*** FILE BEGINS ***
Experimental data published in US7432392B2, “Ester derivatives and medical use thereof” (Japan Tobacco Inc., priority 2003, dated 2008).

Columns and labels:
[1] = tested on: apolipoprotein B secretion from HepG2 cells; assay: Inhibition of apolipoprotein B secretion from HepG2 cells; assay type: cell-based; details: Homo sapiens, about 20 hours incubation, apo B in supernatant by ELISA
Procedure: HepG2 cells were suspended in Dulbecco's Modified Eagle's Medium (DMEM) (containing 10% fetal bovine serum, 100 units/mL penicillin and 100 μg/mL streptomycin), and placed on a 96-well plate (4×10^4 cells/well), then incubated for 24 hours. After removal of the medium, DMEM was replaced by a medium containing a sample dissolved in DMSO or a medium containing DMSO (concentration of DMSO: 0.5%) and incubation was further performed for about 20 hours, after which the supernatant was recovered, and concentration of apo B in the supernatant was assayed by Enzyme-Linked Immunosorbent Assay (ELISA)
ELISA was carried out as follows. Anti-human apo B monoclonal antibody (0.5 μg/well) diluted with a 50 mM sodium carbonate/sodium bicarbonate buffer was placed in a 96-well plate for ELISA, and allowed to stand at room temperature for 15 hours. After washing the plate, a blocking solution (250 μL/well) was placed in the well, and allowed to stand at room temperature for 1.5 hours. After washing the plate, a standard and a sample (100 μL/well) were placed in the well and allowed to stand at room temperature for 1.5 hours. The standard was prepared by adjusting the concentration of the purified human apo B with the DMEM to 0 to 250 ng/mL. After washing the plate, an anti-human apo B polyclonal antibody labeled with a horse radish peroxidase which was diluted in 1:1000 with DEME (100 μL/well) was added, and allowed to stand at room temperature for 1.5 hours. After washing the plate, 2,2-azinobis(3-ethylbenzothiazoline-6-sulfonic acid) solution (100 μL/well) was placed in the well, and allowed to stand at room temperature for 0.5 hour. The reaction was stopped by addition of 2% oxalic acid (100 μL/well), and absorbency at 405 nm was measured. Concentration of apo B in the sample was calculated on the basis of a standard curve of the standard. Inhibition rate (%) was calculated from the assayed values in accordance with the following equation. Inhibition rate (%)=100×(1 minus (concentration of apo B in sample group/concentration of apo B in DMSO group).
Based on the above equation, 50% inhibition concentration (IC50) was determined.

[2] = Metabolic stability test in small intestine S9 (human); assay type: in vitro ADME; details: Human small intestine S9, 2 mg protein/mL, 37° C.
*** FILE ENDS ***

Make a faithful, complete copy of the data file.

Experimental data published in US7432392B2, “Ester derivatives and medical use thereof” (Japan Tobacco Inc., priority 2003, dated 2008).

Columns and labels:
[1] = tested on: apolipoprotein B secretion from HepG2 cells; assay: Inhibition of apolipoprotein B secretion from HepG2 cells; assay type: cell-based; details: Homo sapiens, about 20 hours incubation, apo B in supernatant by ELISA
Procedure: HepG2 cells were suspended in Dulbecco's Modified Eagle's Medium (DMEM) (containing 10% fetal bovine serum, 100 units/mL penicillin and 100 μg/mL streptomycin), and placed on a 96-well plate (4×10^4 cells/well), then incubated for 24 hours. After removal of the medium, DMEM was replaced by a medium containing a sample dissolved in DMSO or a medium containing DMSO (concentration of DMSO: 0.5%) and incubation was further performed for about 20 hours, after which the supernatant was recovered, and concentration of apo B in the supernatant was assayed by Enzyme-Linked Immunosorbent Assay (ELISA)
ELISA was carried out as follows. Anti-human apo B monoclonal antibody (0.5 μg/well) diluted with a 50 mM sodium carbonate/sodium bicarbonate buffer was placed in a 96-well plate for ELISA, and allowed to stand at room temperature for 15 hours. After washing the plate, a blocking solution (250 μL/well) was placed in the well, and allowed to stand at room temperature for 1.5 hours. After washing the plate, a standard and a sample (100 μL/well) were placed in the well and allowed to stand at room temperature for 1.5 hours. The standard was prepared by adjusting the concentration of the purified human apo B with the DMEM to 0 to 250 ng/mL. After washing the plate, an anti-human apo B polyclonal antibody labeled with a horse radish peroxidase which was diluted in 1:1000 with DEME (100 μL/well) was added, and allowed to stand at room temperature for 1.5 hours. After washing the plate, 2,2-azinobis(3-ethylbenzothiazoline-6-sulfonic acid) solution (100 μL/well) was placed in the well, and allowed to stand at room temperature for 0.5 hour. The reaction was stopped by addition of 2% oxalic acid (100 μL/well), and absorbency at 405 nm was measured. Concentration of apo B in the sample was calculated on the basis of a standard curve of the standard. Inhibition rate (%) was calculated from the assayed values in accordance with the following equation. Inhibition rate (%)=100×(1 minus (concentration of apo B in sample group/concentration of apo B in DMSO group).
Based on the above equation, 50% inhibition concentration (IC50) was determined.

[2] = Metabolic stability test in small intestine S9 (human); assay type: in vitro ADME; details: Human small intestine S9, 2 mg protein/mL, 37° C.